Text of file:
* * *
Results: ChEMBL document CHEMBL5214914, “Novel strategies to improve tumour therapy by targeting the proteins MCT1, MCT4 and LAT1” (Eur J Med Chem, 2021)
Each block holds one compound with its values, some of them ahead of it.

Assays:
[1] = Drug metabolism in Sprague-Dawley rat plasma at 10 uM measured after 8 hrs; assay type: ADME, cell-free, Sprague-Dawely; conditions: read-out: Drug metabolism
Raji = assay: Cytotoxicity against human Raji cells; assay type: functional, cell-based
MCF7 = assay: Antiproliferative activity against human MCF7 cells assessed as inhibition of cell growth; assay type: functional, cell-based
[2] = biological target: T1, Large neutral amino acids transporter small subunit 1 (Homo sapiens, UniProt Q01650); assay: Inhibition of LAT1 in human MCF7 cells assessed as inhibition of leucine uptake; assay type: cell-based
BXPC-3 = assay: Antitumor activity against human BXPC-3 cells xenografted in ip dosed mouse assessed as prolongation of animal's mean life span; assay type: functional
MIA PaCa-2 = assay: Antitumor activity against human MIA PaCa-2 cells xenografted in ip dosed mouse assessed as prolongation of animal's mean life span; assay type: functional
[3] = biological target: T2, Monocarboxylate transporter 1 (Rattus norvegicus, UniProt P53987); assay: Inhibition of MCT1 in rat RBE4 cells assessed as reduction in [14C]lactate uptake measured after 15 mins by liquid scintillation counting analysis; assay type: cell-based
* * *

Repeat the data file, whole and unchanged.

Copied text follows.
Results: ChEMBL document CHEMBL5214914, “Novel strategies to improve tumour therapy by targeting the proteins MCT1, MCT4 and LAT1” (Eur J Med Chem, 2021)
Each block holds one compound with its values, some of them ahead of it.

Assays:
[1] = Drug metabolism in Sprague-Dawley rat plasma at 10 uM measured after 8 hrs; assay type: ADME, cell-free, Sprague-Dawely; conditions: read-out: Drug metabolism
Raji = assay: Cytotoxicity against human Raji cells; assay type: functional, cell-based
MCF7 = assay: Antiproliferative activity against human MCF7 cells assessed as inhibition of cell growth; assay type: functional, cell-based
[2] = biological target: T1, Large neutral amino acids transporter small subunit 1 (Homo sapiens, UniProt Q01650); assay: Inhibition of LAT1 in human MCF7 cells assessed as inhibition of leucine uptake; assay type: cell-based
BXPC-3 = assay: Antitumor activity against human BXPC-3 cells xenografted in ip dosed mouse assessed as prolongation of animal's mean life span; assay type: functional
MIA PaCa-2 = assay: Antitumor activity against human MIA PaCa-2 cells xenografted in ip dosed mouse assessed as prolongation of animal's mean life span; assay type: functional
[3] = biological target: T2, Monocarboxylate transporter 1 (Rattus norvegicus, UniProt P53987); assay: Inhibition of MCT1 in rat RBE4 cells assessed as reduction in [14C]lactate uptake measured after 15 mins by liquid scintillation counting analysis; assay type: cell-based